»The best of the Golden Age detective stories have survived and will continue to survive, but they are not being written today. In the 1920s the present system of police forces being served by forensic science laboratories was not yet in place, and fictional autopsies were obviously regarded as somewhat unpleasant procedures and were very rarely mentioned, if indeed they took place. More importantly, the relationship between the police and the communities they serve has become more challenging in today’s diverse and multicultural society.«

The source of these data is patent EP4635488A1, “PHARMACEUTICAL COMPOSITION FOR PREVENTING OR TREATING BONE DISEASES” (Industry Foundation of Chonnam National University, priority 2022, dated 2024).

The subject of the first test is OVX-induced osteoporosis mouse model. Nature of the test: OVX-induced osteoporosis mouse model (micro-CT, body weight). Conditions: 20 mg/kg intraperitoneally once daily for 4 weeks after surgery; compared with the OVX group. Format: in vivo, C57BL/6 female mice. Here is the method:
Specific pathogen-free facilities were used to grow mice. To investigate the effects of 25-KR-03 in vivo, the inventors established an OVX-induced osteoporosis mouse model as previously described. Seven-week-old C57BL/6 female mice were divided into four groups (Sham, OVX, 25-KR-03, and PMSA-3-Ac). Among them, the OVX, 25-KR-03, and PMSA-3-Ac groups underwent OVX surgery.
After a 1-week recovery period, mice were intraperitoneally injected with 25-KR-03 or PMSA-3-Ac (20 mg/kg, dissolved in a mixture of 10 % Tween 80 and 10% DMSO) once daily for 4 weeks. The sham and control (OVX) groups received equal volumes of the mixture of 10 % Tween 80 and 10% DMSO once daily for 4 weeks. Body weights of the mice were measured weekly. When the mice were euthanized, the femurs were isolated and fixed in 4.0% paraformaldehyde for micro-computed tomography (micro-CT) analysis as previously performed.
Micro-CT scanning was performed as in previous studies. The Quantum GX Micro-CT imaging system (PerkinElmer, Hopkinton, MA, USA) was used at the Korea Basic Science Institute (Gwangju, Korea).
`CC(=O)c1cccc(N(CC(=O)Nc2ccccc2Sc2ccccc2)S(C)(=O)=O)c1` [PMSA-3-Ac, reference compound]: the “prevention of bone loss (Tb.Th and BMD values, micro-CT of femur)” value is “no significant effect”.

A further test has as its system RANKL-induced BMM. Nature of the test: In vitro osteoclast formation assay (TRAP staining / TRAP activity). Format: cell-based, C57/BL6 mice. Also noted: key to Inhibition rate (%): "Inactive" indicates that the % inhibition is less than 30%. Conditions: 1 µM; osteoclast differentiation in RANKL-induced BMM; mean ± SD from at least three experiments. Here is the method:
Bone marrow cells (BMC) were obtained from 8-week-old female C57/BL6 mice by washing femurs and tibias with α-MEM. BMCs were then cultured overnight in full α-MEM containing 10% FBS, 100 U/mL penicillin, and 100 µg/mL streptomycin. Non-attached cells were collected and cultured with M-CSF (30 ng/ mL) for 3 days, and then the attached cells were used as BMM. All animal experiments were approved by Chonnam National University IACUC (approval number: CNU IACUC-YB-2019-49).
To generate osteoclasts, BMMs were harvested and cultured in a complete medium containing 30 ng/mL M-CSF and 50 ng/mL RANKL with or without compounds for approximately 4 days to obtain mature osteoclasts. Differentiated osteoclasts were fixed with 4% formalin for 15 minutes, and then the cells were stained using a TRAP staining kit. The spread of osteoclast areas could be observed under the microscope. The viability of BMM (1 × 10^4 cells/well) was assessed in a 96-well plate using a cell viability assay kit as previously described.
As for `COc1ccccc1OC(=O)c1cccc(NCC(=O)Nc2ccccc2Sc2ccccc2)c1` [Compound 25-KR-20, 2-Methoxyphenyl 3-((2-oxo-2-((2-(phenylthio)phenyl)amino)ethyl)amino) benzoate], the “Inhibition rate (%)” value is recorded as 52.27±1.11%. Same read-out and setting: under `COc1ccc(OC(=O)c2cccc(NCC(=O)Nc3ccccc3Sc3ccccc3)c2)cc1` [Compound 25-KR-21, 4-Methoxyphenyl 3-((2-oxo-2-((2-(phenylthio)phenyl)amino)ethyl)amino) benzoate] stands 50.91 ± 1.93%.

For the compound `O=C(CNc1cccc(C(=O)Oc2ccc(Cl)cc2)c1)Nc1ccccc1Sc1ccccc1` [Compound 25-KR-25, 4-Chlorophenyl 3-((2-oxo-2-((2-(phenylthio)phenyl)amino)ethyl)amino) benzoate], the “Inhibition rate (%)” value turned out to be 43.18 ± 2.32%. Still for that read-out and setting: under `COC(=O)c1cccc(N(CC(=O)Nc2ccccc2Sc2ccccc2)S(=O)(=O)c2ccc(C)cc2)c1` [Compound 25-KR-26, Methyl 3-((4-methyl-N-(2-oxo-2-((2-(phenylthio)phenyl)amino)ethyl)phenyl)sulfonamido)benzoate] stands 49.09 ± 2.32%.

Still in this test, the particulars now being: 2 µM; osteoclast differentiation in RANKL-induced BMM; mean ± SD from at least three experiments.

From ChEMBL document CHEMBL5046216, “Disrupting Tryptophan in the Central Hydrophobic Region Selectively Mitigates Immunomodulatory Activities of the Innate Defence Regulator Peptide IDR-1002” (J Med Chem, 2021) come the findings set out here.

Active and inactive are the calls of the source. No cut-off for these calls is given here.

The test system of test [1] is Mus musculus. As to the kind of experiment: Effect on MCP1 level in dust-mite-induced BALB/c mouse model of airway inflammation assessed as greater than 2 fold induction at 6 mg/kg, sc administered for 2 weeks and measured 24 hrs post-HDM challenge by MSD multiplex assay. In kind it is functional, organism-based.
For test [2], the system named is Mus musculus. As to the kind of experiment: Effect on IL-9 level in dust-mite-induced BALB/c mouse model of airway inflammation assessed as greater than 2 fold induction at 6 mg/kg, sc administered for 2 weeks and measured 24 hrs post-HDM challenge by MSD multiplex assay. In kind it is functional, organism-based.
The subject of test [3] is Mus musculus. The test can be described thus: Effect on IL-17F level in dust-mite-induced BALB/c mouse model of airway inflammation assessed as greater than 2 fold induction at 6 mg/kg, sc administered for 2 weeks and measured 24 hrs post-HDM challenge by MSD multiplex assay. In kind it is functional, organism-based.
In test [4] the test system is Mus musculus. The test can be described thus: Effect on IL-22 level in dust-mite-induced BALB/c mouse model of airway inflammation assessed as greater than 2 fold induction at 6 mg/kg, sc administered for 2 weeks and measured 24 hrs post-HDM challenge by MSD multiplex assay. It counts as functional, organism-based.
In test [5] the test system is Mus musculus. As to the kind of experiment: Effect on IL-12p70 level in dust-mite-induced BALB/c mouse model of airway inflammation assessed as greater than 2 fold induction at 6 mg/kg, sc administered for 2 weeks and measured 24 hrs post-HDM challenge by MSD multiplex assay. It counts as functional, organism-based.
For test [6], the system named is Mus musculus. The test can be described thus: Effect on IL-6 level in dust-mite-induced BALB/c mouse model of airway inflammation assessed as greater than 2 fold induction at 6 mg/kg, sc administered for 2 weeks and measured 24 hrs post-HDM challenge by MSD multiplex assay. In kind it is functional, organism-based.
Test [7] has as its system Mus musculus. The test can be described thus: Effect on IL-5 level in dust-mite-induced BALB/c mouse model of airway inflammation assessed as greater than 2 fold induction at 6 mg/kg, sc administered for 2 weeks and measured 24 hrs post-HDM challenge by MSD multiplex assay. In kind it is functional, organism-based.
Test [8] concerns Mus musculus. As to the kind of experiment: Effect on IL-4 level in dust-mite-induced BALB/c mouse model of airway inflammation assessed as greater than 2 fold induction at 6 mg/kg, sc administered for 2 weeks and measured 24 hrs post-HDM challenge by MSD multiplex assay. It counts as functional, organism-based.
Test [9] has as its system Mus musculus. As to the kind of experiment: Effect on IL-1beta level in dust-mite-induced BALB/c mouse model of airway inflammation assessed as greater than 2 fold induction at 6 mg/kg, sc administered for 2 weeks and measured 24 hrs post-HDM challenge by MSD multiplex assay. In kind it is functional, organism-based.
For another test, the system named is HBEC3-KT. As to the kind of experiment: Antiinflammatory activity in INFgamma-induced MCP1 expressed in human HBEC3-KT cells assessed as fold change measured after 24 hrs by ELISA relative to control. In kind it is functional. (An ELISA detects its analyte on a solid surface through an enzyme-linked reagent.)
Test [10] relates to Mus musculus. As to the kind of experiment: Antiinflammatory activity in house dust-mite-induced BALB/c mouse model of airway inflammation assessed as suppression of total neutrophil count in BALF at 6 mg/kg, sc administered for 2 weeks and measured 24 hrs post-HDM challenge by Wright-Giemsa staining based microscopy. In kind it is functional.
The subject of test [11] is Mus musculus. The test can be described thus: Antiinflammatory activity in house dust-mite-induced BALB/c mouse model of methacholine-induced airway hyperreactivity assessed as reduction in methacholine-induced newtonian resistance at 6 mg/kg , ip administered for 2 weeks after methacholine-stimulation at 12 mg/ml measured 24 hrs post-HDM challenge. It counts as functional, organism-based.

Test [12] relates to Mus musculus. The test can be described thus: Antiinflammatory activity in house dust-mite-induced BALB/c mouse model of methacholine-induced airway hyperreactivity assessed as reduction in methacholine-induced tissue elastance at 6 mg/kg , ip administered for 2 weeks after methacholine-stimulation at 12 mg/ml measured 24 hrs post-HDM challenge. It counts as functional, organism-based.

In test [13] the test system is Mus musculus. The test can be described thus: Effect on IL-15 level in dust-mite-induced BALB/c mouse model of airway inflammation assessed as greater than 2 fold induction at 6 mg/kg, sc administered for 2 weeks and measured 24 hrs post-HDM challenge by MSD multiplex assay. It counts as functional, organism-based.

P. D. James
Writer P. D. James remembering the gentlemanly world of Lord Peter Wimsey and Albert Campion. Her worth reading essay Who killed the golden age of crime? you will find at The Spectator.
»When I was growing up, my favorite book was Erich Kästner’s Emil and the Detectives, about a gang of kids on the heels of a thief in 1920s Berlin. To this day, there’s nothing I enjoy more than a pacey thriller set in my adopted city.«
Jane Paulick with an essay about spies and serial killers in Berlin. Read more at dw.de.